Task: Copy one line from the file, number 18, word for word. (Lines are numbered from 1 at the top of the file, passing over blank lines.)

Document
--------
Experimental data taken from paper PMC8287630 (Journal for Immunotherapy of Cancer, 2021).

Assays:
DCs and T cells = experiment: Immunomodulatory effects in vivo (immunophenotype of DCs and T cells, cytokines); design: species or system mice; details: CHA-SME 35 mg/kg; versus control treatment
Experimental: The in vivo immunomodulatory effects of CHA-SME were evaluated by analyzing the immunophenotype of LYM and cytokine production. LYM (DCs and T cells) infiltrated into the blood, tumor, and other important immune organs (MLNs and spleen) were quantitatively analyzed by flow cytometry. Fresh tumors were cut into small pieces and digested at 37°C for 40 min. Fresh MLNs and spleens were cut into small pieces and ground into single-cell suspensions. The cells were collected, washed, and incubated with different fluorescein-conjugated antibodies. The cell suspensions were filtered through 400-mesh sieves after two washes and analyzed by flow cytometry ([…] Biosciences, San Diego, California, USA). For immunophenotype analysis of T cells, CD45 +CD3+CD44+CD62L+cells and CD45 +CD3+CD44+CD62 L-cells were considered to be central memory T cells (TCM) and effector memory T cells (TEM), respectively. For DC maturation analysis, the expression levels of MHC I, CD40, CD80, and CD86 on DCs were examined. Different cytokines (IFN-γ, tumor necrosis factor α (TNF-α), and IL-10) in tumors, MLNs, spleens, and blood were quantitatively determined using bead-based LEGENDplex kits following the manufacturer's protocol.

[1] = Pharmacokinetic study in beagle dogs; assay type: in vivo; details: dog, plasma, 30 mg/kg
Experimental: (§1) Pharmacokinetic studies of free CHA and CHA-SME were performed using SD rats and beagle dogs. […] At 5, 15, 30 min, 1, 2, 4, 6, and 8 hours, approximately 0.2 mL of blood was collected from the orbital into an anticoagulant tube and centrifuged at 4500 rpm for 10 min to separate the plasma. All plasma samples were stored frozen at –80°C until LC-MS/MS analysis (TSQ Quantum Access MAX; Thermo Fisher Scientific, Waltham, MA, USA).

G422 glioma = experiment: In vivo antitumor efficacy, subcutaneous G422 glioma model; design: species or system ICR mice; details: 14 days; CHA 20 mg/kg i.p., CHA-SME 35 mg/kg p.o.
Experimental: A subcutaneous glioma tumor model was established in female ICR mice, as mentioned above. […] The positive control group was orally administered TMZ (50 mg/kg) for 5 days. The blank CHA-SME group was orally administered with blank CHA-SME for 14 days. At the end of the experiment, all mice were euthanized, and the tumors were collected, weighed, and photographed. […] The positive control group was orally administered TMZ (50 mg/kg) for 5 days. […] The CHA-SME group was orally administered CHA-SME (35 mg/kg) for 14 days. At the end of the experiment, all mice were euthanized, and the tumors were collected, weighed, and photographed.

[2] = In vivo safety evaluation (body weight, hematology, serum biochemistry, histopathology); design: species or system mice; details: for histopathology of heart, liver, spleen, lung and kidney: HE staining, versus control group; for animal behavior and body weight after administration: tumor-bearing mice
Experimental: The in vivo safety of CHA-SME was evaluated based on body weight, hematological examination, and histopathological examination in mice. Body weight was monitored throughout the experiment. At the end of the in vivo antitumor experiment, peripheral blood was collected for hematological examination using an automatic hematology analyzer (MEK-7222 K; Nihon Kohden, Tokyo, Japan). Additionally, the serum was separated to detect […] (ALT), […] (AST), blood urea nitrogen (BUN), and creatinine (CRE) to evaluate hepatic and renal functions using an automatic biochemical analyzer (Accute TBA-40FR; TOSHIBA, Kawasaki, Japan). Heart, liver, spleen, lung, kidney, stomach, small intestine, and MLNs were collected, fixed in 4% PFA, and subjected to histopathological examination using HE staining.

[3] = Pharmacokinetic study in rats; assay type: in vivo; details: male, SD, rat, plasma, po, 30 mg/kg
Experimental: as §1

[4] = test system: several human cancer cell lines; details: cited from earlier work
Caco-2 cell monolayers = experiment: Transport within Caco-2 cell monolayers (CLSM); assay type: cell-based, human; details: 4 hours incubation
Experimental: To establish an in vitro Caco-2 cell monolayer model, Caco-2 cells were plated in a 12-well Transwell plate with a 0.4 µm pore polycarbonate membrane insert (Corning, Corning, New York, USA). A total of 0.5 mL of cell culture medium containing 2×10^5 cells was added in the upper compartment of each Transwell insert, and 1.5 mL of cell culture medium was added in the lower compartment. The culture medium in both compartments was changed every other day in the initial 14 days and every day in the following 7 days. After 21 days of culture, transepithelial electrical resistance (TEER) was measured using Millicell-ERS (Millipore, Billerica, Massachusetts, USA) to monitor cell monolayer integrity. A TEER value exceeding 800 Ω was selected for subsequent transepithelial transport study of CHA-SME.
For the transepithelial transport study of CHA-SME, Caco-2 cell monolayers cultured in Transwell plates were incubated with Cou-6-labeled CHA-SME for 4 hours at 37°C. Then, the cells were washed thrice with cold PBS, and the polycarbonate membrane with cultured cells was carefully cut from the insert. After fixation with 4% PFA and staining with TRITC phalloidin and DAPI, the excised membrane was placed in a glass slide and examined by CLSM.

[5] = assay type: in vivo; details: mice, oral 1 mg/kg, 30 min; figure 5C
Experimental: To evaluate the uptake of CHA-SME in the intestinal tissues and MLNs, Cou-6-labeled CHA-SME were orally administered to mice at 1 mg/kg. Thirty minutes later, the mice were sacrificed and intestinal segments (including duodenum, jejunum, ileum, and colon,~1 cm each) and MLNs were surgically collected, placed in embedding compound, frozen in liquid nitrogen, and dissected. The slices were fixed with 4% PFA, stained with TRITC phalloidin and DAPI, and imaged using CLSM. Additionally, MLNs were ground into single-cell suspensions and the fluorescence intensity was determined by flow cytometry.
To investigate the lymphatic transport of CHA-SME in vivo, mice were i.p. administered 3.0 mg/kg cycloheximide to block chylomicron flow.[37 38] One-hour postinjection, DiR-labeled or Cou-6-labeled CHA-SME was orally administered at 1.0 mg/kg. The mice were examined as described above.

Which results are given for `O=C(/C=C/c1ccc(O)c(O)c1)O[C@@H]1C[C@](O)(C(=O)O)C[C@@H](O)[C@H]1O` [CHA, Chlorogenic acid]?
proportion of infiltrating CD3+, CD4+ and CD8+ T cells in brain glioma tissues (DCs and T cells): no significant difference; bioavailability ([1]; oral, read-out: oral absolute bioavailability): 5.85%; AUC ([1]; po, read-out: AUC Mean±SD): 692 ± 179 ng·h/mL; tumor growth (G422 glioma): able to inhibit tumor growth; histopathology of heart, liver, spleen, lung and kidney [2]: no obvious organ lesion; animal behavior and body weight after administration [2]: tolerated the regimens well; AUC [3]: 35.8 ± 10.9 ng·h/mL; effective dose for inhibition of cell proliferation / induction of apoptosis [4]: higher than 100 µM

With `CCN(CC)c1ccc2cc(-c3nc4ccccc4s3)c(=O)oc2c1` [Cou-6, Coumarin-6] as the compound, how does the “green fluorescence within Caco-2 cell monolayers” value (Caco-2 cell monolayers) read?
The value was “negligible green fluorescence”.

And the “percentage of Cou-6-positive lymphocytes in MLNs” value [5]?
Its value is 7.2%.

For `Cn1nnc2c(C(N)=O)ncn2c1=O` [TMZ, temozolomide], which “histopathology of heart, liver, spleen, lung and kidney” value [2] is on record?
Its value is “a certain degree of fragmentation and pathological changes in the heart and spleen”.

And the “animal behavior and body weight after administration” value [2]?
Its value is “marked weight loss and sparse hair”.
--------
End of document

Experimental: To evaluate the uptake of CHA-SME in the intestinal tissues and MLNs, Cou-6-labeled CHA-SME were orally administered to mice at 1 mg/kg. Thirty minutes later, the mice were sacrificed and intestinal segments (including duodenum, jejunum, ileum, and colon,~1 cm each) and MLNs were surgically collected, placed in embedding compound, frozen in liquid nitrogen, and dissected. The slices were fixed with 4% PFA, stained with TRITC phalloidin and DAPI, and imaged using CLSM. Additionally, MLNs were ground into single-cell suspensions and the fluorescence intensity was determined by flow cytometry.